It is impossible to achieve freedom for your people while denying the right of others to achieve theirs.
Alexei Navalny, one of the leaders of Russia’s opposition, gave an interview to The Washington Post in which he came out in opposition to arming Ukrainian forces, pointing out the need to substantially expand the list of sanction to include individuals.
As someone who recently testified before the US Senate precisely for providing Ukraine with defensive weapons, I must respond to Alexei’s statement with what I believe are a number of essential points.
Certainly, calls for increased sanctions deserve full support and talk of expanding the sanctions list to 1000 families is inspiring. However, for those who realistically evaluate the current situation within the Western establishment, it is obvious that such a level of sanctions is impossible now and in the foreseeable future. This requires a level of political will that neither the USA or Europe is even close to showing, not to mention the colossal legal obstacles.
Given the real threat of continuous Russian military aggression, emphasizing deterrence of Putin and his inner circle by strengthening sanctions is clearly insufficient. At the same time, supplying weapons to Ukraine is a concrete measure that can lead to tangible results in a relatively short period of time. If the Ukrainian army will be equipped with modern weapons, the price for Putin’s aggression will increase sharply, which is by far the most important deterrent to full-scale invasion.
According to Navalny any arms shipments to Ukraine are meaningless since they will not have a significant impact on the course of the war with Russia. But a military defeat is not just a defeat on the battlefield. The Soviet army certainly was not crushed in Afghanistan, but an endless stream of “Cargo 200” soldiers’ coffins ended up being too heavy a burden even for a Soviet propaganda machine in an environment of near total state control over all sources of information.
Many somehow forget when discussing the defensive capabilities of the Ukrainian army that at the time of signing of the Budapest Memorandum in 1994, Ukraine possessed the third largest nuclear arsenal in the world, with more than 1200 warheads (which, by the way, is greater than the nuclear arsenals of Great Britain, France and China combined).
Disarmament of this former Soviet Republic in exchange for guarantees of its territorial integrity by Russia, the USA and Great Britain was one of the most important steps in the formation of the new world order that emerged after the collapse of the Soviet Union.
In this context, the annexation of Crimea and the de-facto Russian military aggression in the southeast of Ukraine extends far beyond the problems of just Russia-Ukraine relations. This poses a challenge to the entire modern system of international security. Refusal to grant Ukraine–deprived of its nuclear potential–even anti-tank weapons, sends a clear signal to all countries with existing or potential conflicts that the only guarantee of sovereignty is to possess nuclear weapons.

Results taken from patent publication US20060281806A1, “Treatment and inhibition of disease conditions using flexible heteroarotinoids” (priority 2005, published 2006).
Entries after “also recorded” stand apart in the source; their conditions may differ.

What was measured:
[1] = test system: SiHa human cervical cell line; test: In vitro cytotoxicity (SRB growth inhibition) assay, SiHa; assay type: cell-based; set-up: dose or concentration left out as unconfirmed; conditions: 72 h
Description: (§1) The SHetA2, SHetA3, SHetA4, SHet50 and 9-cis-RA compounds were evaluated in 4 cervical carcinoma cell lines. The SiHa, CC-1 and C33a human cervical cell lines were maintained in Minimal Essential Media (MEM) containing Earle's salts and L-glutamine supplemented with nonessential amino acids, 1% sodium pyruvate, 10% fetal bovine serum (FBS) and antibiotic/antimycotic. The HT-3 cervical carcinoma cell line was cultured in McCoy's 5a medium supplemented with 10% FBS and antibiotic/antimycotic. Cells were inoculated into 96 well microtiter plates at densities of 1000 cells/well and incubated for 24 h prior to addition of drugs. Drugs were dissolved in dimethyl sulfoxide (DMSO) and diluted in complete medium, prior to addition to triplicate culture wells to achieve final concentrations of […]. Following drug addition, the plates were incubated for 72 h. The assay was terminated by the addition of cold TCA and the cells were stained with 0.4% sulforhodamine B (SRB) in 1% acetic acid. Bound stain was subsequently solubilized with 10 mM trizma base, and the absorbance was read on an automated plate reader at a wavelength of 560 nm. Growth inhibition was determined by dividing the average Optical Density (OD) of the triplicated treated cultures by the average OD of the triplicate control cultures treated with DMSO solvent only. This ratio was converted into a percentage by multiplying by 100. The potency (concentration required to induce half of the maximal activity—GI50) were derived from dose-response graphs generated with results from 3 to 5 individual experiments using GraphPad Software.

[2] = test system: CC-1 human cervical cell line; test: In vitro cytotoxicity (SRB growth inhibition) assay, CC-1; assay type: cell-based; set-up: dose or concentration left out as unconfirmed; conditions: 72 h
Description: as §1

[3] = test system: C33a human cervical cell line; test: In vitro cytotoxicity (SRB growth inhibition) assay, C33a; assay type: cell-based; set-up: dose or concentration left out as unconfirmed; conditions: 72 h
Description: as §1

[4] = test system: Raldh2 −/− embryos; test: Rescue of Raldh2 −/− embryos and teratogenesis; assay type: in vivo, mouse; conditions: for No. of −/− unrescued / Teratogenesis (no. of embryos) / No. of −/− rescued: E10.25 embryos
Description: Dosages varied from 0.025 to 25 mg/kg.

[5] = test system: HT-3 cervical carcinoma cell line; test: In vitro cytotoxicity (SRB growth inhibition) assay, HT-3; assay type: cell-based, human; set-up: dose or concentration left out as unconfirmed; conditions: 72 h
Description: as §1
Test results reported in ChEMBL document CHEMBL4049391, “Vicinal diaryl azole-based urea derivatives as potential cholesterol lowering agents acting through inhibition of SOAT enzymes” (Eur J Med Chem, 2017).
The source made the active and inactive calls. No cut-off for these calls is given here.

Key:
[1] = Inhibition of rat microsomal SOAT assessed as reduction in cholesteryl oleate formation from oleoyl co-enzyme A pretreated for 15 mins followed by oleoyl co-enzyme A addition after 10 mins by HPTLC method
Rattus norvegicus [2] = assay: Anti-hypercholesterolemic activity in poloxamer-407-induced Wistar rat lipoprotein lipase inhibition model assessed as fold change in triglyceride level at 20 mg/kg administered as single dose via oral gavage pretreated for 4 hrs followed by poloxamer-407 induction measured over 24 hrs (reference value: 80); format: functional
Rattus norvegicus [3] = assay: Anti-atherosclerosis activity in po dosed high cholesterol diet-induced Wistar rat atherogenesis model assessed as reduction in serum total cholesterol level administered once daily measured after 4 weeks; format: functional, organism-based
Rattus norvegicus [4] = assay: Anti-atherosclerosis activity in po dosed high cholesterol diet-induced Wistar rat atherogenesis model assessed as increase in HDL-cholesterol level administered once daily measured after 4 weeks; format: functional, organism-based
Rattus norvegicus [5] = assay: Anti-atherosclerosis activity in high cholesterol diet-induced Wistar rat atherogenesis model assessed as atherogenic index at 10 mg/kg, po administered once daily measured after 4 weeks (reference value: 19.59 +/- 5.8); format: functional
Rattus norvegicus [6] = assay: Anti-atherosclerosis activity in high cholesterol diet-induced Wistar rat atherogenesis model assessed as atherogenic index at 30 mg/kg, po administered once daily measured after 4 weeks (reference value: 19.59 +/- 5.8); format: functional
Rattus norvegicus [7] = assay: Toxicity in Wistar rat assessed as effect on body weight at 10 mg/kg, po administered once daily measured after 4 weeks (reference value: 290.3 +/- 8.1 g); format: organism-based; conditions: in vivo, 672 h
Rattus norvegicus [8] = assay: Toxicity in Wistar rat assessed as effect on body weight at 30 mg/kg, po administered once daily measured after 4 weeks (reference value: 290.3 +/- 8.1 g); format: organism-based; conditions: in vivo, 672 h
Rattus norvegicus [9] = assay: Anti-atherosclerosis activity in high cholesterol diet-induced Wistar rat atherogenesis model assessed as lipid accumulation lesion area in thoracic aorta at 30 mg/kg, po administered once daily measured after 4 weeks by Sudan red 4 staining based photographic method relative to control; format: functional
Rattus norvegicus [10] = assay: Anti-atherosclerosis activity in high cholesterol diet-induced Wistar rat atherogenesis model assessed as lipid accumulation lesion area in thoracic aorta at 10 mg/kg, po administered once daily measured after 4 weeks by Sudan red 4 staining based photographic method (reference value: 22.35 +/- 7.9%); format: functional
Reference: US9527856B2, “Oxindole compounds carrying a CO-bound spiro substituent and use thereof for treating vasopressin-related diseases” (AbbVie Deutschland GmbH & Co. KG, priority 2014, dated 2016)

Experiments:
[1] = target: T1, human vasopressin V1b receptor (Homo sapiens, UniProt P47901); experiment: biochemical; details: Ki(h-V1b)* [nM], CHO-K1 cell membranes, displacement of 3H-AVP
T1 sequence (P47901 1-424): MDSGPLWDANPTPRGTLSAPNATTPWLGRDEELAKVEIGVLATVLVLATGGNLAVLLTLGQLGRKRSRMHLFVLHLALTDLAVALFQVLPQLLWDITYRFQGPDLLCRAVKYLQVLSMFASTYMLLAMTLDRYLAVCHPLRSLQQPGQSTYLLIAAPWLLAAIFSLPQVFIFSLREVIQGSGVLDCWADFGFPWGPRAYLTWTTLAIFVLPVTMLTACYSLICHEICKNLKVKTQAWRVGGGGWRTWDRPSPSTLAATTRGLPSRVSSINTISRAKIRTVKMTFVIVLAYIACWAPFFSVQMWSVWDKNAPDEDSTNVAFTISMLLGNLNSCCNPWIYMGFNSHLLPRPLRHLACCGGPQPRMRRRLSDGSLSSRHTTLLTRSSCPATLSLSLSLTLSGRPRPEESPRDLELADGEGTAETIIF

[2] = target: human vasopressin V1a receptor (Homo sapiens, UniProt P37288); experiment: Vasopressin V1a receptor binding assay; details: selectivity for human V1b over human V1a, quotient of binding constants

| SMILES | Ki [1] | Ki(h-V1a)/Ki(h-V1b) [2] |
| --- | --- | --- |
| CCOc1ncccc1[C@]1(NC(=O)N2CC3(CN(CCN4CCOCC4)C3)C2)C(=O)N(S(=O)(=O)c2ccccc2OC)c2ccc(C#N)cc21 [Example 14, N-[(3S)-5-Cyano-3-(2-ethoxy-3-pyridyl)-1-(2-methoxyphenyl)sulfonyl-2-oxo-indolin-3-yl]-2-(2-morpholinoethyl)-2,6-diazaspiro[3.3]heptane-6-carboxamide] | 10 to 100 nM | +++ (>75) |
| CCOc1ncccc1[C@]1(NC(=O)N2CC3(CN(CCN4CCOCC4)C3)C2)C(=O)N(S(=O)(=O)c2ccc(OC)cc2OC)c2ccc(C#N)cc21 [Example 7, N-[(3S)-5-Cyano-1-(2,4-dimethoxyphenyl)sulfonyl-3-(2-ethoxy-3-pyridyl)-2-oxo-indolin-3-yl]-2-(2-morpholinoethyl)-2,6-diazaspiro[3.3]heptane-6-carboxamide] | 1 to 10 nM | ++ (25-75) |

Today, we find ourselves in a situation where having a well-equipped Ukrainian army prepared to rebuff the Russian invasion is the only chance to stop further aggression and thereby save thousands, if not tens of thousands of lives, of both Ukrainian and Russian citizens. Against the backdrop of the reasonable likelihood of another Russian offensive with either voluntary or regular Russian troops, Navalny’s call not to supply weapons to Ukraine plays into the hands of Putin and his enablers.
Ukrainians won their freedom in a heroic struggle against Yanukovych’s puppet regime. They did not let their country turn into a periphery of a Kremlin dictatorship. Against this backdrop, it is utterly amazing that the Russian opposition, having missed its own historic opportunities, would now deny Ukrainians the right to protect their homeland from enslavement by the fascist regime in Russia.
We have often witnessed Putin’s attitude towards Ukraine as a “non-sovereign entity” and his recent statement that Russians and Ukrainians are “one people.” This fits well into the usual rhetoric of the Russian dictator.
Alas, Navalny’s statements about Ukraine force us to admit that his position has traces of similar imperial thinking, leaving Ukraine in the role of the second-class state, whose future must be seen as a continuation of Russian politics.
It is no accident that in his famous “gastronomical passage” about Crimea, he did not emphasize the need to restore grossly violated international law. Instead, he based his position on Russian public opinion polls.
Such a position is as immoral as it is politically futile: it is impossible to achieve freedom for your people while denying the right of others to achieve theirs.
Editorial note: When Mr. Navalny was asked on whether he would try to return Crimea to Ukraine in the event he became Russia’s president, Mr. Navalny asked rhetorically, “What, is Crimea a ham sandwich or something that you can just toss back and forth?”